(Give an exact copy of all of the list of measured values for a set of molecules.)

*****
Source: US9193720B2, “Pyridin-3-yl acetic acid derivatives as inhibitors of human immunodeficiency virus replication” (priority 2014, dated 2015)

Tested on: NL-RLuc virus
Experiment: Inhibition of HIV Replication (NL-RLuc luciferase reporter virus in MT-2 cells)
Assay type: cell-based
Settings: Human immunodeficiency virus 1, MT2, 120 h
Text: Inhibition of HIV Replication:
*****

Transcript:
Source: US9193720B2, “Pyridin-3-yl acetic acid derivatives as inhibitors of human immunodeficiency virus replication” (priority 2014, dated 2015)

Tested on: NL-RLuc virus
Experiment: Inhibition of HIV Replication (NL-RLuc luciferase reporter virus in MT-2 cells)
Assay type: cell-based
Settings: Human immunodeficiency virus 1, MT2, 120 h
Text: Inhibition of HIV Replication: